Let's give the Ugly American a badly needed makeover
By Dennis Rahkonen
Online Journal Contributing Writer

Dec 20, 2007, 00:16

In the late Fifties, an uncharacteristically honest political novel hit the best-seller lists. Later made into a Hollywood film starring Marlon Brando, "The Ugly American" chronicled the self-defeating obtuseness of American conduct in a thinly fictionalized Southeast Asian country called Sarkhan, just before Indochina flared into what we would come to know, and deeply lament, as the Vietnam War.

What was being so counter-productively done there by presumptuous, insensitive U.S. agents and functionaries was also being done worldwide. "The Ugly American" answered, decades before 9/11, why our country is hated all across the planet.

Our insufferable arrogance and foreign policy excesses are garnering us record levels of international opprobrium.

We're not a true friend or benefactor to humanity. We take much more than we give. We force far more egregiously than we gently persuade, in military, economic, cultural, and ideological terms. Global multitudes have become outraged.

We should nose out of other people's business, engaging them instead only on a completely fair, equitable, and wholly non-supremacist basis.

But Washington incessantly intervenes to facilitate Wall Street profiteering wherever others simply want to be left alone.

We'll drive expensive SUVs to our own societal funeral because we've kept the rest of humanity so impoverished that when poor children perish from malnutrition in distant hopelessness, their parents can't afford even a donkey cart to take their bodies to the graveyard.

Think of past empires, predicated on profound injustice, which wound up in history's dustbin. Think about a country whose industrial base has been outsourced abroad, and whose best known, remaining products are the F-16s, Apache helicopter gunships, and terrible bombs that murder civilian noncombatants as Washington tries to thrust its wayward will on understandably resistant humankind.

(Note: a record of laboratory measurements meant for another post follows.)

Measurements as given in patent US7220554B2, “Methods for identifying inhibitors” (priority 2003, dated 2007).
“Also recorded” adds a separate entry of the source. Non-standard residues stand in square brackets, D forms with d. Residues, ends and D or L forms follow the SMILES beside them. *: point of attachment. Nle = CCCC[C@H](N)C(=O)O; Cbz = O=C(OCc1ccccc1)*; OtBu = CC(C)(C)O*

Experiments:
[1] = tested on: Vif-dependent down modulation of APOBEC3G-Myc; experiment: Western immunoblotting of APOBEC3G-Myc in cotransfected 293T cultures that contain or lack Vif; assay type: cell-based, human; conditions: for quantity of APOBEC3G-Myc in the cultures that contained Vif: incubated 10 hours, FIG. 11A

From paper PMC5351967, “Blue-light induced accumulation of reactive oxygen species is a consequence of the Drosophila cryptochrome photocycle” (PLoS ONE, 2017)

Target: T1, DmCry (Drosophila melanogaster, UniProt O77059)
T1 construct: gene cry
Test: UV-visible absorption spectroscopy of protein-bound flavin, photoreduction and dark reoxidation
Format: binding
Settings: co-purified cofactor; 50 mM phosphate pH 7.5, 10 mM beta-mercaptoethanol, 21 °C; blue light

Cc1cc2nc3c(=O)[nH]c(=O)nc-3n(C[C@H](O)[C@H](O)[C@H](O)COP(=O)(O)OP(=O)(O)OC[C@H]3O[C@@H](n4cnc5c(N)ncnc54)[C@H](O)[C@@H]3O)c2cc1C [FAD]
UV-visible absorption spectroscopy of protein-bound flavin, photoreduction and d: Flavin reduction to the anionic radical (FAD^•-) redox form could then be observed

We Americans have a grandiosely deluded perception of our own place in human affairs. For even the best aspects about our history and ourselves, there are at least as compelling, negative features that are seldom considered.

Take our "noble" Founding Fathers, for instance. Can't it accurately be said that they were also elitist white men who tolerated slavery, killed Indians, adhered to chauvinistic views, and didn't want to pay taxes? Those traits have caused widespread suffering over time. Even the shiniest coin has its less attractive, reverse side.

Furthermore, it isn't our best features that drive America's current policy, in places like Iraq. It's self-serving avarice assuming a plainly neocolonial/imperialist form.

And who are we to blame others for terrorism? Talk about a kettle calling the pot black!

Wasn't it terrorism when Native American women and children in a cul-de-sac gully, running and screaming in abject fear, were attacked by Cavalry troopers who savagely cut them down with slashing sabers and repeating rifles?

From Wounded Knee to My Lai and Haditha, with mass-murdering stops such as the Philippine Insurrection and Hiroshima in between, honesty calls for shamefully admitting that we're the leading killer of innocents on Earth.

We see ourselves in righteous myth, but to the rest of the world -- the Third World in particular -- we're their harrowing picture of death.

Death from starvation and disease that could be conquered but aren't because proper development is thwarted by inequitable, exploitative, corporate-enriching relations.

Death by shrapnel and fire when the U.S. strikes back against rebels, always demonized as terrorists, who necessarily fight to end intolerable injustice.

It's not that we haven't done good or can't do so again.

We once fought fascism, humanity's worst scourge, and pledged at Yalta and Potsdam to never allow anything so awful to ever surface again. But we did. And the reborn evil emerged within our own borders, nurtured by ultraconservative extremism.

We have it within our populist power to show the world a picture of America others can not only stand to look at, but actually be inspired by.

During this holiday season devoted to peace, let's not just redouble our efforts to quickly, fully end George W. Bush's catastrophic Iraq war, but thwart an even worse conflagration with Iran.

Let's also pledge to hereafter present a different face to long-repulsed humanity.

Dennis Rahkonen of Superior, Wisconsin, has been writing for various progressive outlets since the �60s. He can be reached at

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